Twenty years ago, if Kabba Williams were to imagine standing before a group of New York City college students discussing education, it would have seemed like a cruel fantasy. Back then the only skill the 7-year-old West African had been taught was how to fire an AK-47.
But as he now knows firsthand, “Education can take you everywhere.”
On April 9, Williams, who was one of the youngest child soldiers rescued during Sierra Leone’s 11-year civil war, addressed a group of undergraduate political science students shortly after they were inducted into Fordham’s chapter of Pi Sigma Alpha, the national political science honor society.
In his keynote address, “Conflict-Affected Youth: Education and Paths to Peace,” Williams offered his harrowing history as testament to the power of education.
One day, when he was about 7 years old, Williams returned home from a neighboring village to find that the rebel Revolutionary United Front (RUF) had attacked. Bodies lined the roadways, homes were ablaze, and Williams’ mother had vanished.
The rebels kidnapped the surviving children—Williams among them—and took them to the RUF base for war training.
“The first exposure I had to any education was the kind that no child should ever receive,” said Williams, who is now an advocate for education and the reintegration of ex-combatant youth. “Instead of books and papers, I was given a gun and taught how to run and hide with it.”
The RUF forced Williams and the other child soldiers to murder, torture, and commit sexual violence. Often, the children were drugged so that they would be more controllable. The drugs, Williams said, made him “mad” and “fearless.”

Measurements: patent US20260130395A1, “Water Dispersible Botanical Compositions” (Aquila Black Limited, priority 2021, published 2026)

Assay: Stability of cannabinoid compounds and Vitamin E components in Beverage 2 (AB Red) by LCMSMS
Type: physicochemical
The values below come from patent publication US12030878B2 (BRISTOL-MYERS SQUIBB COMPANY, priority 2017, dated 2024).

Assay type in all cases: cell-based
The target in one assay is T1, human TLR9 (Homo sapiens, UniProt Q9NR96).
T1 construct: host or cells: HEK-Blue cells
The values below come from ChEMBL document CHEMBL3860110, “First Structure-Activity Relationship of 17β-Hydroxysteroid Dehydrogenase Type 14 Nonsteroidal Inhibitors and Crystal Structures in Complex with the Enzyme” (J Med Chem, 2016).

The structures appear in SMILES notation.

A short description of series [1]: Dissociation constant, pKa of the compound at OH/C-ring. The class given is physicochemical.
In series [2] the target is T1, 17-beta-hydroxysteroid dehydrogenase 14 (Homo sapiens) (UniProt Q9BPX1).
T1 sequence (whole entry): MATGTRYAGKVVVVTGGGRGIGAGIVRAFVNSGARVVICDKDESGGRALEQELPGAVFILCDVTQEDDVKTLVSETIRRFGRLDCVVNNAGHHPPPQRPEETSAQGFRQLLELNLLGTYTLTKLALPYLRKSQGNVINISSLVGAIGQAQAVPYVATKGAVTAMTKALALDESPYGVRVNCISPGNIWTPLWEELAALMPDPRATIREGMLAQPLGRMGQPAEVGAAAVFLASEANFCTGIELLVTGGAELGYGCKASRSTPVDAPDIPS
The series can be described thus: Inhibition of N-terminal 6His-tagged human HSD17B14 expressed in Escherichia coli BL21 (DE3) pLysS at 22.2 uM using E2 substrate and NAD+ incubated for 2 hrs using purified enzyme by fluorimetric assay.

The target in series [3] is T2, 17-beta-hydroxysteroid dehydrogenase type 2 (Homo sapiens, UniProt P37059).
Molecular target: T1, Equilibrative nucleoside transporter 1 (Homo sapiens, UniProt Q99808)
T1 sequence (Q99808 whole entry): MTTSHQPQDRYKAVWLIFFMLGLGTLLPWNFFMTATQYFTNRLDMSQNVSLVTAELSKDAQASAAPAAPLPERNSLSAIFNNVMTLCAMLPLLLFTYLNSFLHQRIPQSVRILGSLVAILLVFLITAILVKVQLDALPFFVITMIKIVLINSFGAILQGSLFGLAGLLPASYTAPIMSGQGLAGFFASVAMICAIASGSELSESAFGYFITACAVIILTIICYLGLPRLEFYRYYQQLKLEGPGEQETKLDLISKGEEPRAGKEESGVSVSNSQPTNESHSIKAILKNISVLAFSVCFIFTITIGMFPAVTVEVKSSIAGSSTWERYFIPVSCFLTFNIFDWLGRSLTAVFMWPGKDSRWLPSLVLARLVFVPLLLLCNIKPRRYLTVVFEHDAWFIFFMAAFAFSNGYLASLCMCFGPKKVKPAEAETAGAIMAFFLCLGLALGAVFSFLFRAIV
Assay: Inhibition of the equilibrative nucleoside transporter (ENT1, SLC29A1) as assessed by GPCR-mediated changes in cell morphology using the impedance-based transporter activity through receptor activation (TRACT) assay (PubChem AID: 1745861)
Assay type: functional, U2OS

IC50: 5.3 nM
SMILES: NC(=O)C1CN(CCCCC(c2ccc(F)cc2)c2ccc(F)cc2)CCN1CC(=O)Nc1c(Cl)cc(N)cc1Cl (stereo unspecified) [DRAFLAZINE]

Williams escaped the RUF after six months, only to be captured by the Sierra Leone Army (SAL) and forced to fight for another three years. He was about 10 when a UNICEF representative found him and connected him with the charity Children Associated with War.
The battle wasn’t over, however. Rescued child soldiers underwent a process of “disarmament, demobilization, and reintegration” to help them rejoin society. But the years of psychological damage—compounded by the stigmatization they encountered in their former communities—left many former child soldiers unemployed, drug addicted, and homeless.
“We were just left—the lost children of Africa,” Williams said.
In the end, what saved him was his ardent desire for an education, Williams said. He attended school for the first time at an orphanage in an SOS Children’s Village and fell in love with learning. He felt such an urgency to catch up to his peers that he would trade his meager food rations for extra tutoring.
“I admired the other kids,” he said. “Sometimes when I saw them reading I thought it was magic.
“Despite all the obstacles, I was determined to be educated because I knew the power of education. It is the best legacy you can ever attain in this world. No one can take it from you.”Today, Williams is a college graduate and an advocate for the tens of thousands of children who are forced onto the frontlines. He has served with the African Youth Parliament, Amnesty International, and the United Nations.
He urges his audiences to understand that although child soldiers have committed grave crimes, they were as much victims of war as they were perpetrators. Sadly, he said, this is a message the world struggles to understand. (Williams himself was almost barred from entering Canada for a conference because he was labeled a war criminal.)
“What you give young people is what they give back to the country,” Williams said. “If you give a child criminality, then you’ll find we have criminals running the country.”